Southwest China – Sichuan, Tibet & Yunnan (11 – Around Lhasa – Norbulingka & Sera)

Day 10 – Around Lhasa – Norbulingka Palace & Sera Monastery

I woke up at 7am and yes, cold as usual.

Dawa did not turn up at our appointed time and when we called him, he told us he’s still stucked in a queue for some permits.  He advised us to visit Norbulingka Palace on our own and he would meet us after lunch to visit Sera Monastery.

So we flagged a taxi to Norbulingka at 10 RMB.

Norbulingka means Treasure Park and was the summer residence of the Dalai Lamas.  It was from the Norbulingka that the 14th Dalai Lama escaped to India on 17 March 1959.  From Wikipedia:

On this day, the Dalai Lama dressed like an ordinary Tibetan carrying a rifle across his shoulder left the Norbulinga palace and Tibet to seek asylum in India. As there was a dust storm blowing at that time he was not recognized. According to Reuters, “The Dalai Lama and his officials, who had also escaped from the palace, rode out of the city on horses to join his family for the trek to India”. The Chinese discovered this “great escape” only two days later. The party journeyed through the Himalayas for two weeks and finally crossed the Indian border where they received political asylum.

The small movie theatre which Heinrich Harrer built for the 14th Dalai Lama was also in Norbulingka.

These days, the Norbulingka is a tourist attraction and has undergone numerous renovation works by the Chinese government.

Strolling on the vast grounds of Norbulingka led me to ponder over various things.  One frequent thought on my mind these days was the dynamics of walking in a group.  Some people automatically pairs off and walk in duos.  Some people slow their pace and let a person lead the way.  Some people walk so fast that others are left behind.  Just like when a friend gives us a car ride, we would automatically sit in the front instead of at the back.  But I guess when compared to walking, it’s easier in the car since the pace is controlled and you can’t really move around.  It’s interesting if you think more about it.  In any case, I feel it’s more friendly to walk together even if there is nothing to talk about.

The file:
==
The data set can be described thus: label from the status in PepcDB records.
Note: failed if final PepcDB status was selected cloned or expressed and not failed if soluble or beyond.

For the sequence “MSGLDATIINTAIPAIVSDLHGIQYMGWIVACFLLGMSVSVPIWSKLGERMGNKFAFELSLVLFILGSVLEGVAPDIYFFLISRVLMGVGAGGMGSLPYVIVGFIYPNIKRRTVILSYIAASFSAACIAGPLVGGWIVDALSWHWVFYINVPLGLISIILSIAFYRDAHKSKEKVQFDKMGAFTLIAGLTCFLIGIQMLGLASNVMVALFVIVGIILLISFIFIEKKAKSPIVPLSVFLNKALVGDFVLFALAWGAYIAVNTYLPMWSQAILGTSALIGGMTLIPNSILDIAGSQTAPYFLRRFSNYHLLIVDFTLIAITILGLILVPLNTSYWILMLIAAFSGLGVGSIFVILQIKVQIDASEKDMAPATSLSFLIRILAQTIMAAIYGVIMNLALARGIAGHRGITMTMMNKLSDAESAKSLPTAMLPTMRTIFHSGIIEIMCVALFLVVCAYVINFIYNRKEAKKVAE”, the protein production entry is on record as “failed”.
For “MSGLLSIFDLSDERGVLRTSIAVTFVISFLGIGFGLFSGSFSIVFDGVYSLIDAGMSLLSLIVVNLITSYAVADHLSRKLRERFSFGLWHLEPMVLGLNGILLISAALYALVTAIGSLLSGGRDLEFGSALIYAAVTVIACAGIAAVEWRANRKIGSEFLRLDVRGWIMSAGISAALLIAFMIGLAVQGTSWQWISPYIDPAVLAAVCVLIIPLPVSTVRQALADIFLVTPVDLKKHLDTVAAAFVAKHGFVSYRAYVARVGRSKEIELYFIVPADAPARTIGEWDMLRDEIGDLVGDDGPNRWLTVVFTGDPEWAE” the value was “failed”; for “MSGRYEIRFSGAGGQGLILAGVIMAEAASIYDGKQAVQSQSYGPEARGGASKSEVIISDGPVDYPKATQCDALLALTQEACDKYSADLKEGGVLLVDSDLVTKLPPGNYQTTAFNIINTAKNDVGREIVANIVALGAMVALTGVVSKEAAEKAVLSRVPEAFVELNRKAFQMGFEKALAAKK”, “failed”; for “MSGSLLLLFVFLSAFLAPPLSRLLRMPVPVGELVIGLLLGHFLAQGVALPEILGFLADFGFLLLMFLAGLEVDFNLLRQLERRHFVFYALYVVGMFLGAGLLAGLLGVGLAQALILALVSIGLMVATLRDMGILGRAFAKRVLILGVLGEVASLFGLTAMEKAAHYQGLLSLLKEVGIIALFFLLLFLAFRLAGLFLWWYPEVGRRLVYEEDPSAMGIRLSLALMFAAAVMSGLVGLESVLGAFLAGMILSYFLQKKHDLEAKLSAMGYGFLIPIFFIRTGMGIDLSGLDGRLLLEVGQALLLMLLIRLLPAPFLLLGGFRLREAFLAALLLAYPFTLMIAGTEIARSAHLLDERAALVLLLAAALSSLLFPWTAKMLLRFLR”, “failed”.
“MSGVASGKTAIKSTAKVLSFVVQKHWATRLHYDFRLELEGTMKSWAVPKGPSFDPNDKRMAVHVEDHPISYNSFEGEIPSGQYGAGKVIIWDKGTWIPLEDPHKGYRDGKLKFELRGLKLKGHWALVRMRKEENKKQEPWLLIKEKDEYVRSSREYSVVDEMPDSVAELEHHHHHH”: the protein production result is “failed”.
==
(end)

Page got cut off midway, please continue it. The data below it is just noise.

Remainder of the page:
Albert Camus puts it nicely:

Don’t walk behind me; I may not lead.

Don’t walk in front of me; I may not follow.

Just walk beside me and be my friend.

Tourists dressing up in traditional costumes for photo mementos.  I’m sure they will look back with fondness of these happy moments many years from now.

The Tibet Museum was closed on Monday.  It’s rather unfortunate as I really would like to see the Chinese government’s representation of the history of Tibet.

Lunch at Jazz Island Coffee.

At around 1pm, we headed for Sera Monastery.  Sera Monastery is one of the three most important Gelukpa university monasteries of Tibet, the other two being Ganden Monastery and Drepung Monastery.

Sera Monastery used to house around 5000 monks but the numbers have been reduced due to Chinese government restrictions.  At 3pm to 5pm on weekdays, monks debates took place in the monastery’s debating courtyard.

After the monastery tour, J and I decided to do the Sera kora.  The ladies went to a teahouse with Dawa while J and I cleansed ourselves of sins.

You might noticed ladders drawn using chalks on stones in Tibet.  Please do not step on them as they represent the paths to heaven for the departed after sky burial.  Read more about sky burials at Wikipedia.

Do you know why Tibetans seldom eat fish?

Click on photo for a bigger view

J and I took around 45 mins for the kora.  We met up with the rest and headed back to the hotel.

After a nice hot bath and short rest, we ventured out for dinner.  Anglamedo was a cozy restaurant with a lively atmosphere.  A group of locals at a nearby table even belted local ballads.

Tried another variety of local beer.  It’s good!

The food here was pretty tasty except for the rather bland chicken chop I picked.  My bad.

After dinner, we went grocery shopping again.  This time we bought face masks and I also bought a scarf.  We would be heading for higher altitudes tomorrow!


2 thoughts on “Southwest China – Sichuan, Tibet & Yunnan (11 – Around Lhasa – Norbulingka & Sera)

  1. 那首小诗很有感觉,I’d like to walk beside him & be his friend.





    What dose kora mean? I didn’t find the proper Chinese translation for this word. Is it a term used in Buddhism?



  2. 香芋 is correct but I cannot remember the other three.

    Yes, I think the major reason is that fish is hard to come by in Tibet. But the guide told us that it’s also because of water burial practised by the Tibetans. We didn’t get to see the sky burial proceedings.

    Kora is a type of pilgrimage in Tibetan Buddhism.

    I visited Chongqing briefly 5-6 years ago. I remember it as a city with a lot of climbing but didn’t get to try the dish you mentioned. I was there to visit Gongtan old town which I believed might already be submerged by the damming of the rivers. I also took the passenger ferry from Chongqing to Yichang on Yangtze.

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